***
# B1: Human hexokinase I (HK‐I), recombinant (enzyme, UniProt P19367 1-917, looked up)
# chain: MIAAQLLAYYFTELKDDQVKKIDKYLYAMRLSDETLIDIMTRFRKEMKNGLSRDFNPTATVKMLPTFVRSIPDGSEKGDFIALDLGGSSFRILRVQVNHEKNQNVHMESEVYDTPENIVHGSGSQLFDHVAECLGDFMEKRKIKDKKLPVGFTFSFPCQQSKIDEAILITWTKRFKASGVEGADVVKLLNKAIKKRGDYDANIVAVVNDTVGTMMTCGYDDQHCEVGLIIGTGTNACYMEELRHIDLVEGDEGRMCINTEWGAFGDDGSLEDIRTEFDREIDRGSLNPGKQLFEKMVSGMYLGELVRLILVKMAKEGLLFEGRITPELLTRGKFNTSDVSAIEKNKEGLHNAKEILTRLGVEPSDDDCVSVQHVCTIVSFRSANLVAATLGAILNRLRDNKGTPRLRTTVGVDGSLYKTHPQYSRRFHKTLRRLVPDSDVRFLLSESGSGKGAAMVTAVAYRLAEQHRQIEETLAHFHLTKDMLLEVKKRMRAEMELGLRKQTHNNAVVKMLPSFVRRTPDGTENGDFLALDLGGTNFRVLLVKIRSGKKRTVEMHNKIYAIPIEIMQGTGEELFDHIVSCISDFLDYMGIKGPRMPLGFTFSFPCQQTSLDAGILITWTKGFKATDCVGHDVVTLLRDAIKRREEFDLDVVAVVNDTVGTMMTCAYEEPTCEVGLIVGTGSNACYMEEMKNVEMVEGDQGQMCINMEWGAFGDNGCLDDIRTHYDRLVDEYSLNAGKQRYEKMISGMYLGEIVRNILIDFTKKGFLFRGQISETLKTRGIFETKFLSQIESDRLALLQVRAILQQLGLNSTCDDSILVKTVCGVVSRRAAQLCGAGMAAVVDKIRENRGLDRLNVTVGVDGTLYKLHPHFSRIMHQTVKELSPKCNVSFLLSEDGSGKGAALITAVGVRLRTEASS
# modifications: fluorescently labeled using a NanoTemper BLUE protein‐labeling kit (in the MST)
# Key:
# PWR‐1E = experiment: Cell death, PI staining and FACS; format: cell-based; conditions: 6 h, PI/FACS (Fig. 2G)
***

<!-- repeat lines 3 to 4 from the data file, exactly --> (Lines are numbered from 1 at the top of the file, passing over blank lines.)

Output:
# modifications: fluorescently labeled using a NanoTemper BLUE protein‐labeling kit (in the MST)
# Key: